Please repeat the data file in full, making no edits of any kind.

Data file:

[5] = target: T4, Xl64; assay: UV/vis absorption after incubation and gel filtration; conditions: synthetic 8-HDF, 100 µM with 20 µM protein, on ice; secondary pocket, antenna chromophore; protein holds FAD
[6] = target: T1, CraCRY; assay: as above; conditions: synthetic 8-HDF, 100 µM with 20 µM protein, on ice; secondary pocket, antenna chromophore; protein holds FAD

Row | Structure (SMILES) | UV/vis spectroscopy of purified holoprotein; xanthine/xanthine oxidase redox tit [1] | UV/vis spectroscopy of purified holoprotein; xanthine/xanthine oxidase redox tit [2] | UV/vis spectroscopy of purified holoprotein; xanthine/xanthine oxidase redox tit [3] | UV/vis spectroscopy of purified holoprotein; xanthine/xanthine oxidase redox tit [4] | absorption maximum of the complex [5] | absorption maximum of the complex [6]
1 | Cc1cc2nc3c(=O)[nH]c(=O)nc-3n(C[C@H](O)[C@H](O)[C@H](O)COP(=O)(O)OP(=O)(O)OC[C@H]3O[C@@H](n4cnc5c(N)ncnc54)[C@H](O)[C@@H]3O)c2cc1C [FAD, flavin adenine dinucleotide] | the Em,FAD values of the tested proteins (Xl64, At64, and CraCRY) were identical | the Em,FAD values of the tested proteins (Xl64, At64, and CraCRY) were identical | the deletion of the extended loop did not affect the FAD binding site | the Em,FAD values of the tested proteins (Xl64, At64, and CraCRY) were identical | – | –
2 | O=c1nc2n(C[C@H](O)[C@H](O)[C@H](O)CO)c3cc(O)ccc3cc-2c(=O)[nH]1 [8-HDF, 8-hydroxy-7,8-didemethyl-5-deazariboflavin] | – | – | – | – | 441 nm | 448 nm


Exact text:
[5] = target: T4, Xl64; assay: UV/vis absorption after incubation and gel filtration; conditions: synthetic 8-HDF, 100 µM with 20 µM protein, on ice; secondary pocket, antenna chromophore; protein holds FAD
[6] = target: T1, CraCRY; assay: as above; conditions: synthetic 8-HDF, 100 µM with 20 µM protein, on ice; secondary pocket, antenna chromophore; protein holds FAD

Row | Structure (SMILES) | UV/vis spectroscopy of purified holoprotein; xanthine/xanthine oxidase redox tit [1] | UV/vis spectroscopy of purified holoprotein; xanthine/xanthine oxidase redox tit [2] | UV/vis spectroscopy of purified holoprotein; xanthine/xanthine oxidase redox tit [3] | UV/vis spectroscopy of purified holoprotein; xanthine/xanthine oxidase redox tit [4] | absorption maximum of the complex [5] | absorption maximum of the complex [6]
1 | Cc1cc2nc3c(=O)[nH]c(=O)nc-3n(C[C@H](O)[C@H](O)[C@H](O)COP(=O)(O)OP(=O)(O)OC[C@H]3O[C@@H](n4cnc5c(N)ncnc54)[C@H](O)[C@@H]3O)c2cc1C [FAD, flavin adenine dinucleotide] | the Em,FAD values of the tested proteins (Xl64, At64, and CraCRY) were identical | the Em,FAD values of the tested proteins (Xl64, At64, and CraCRY) were identical | the deletion of the extended loop did not affect the FAD binding site | the Em,FAD values of the tested proteins (Xl64, At64, and CraCRY) were identical | – | –
2 | O=c1nc2n(C[C@H](O)[C@H](O)[C@H](O)CO)c3cc(O)ccc3cc-2c(=O)[nH]1 [8-HDF, 8-hydroxy-7,8-didemethyl-5-deazariboflavin] | – | – | – | – | 441 nm | 448 nm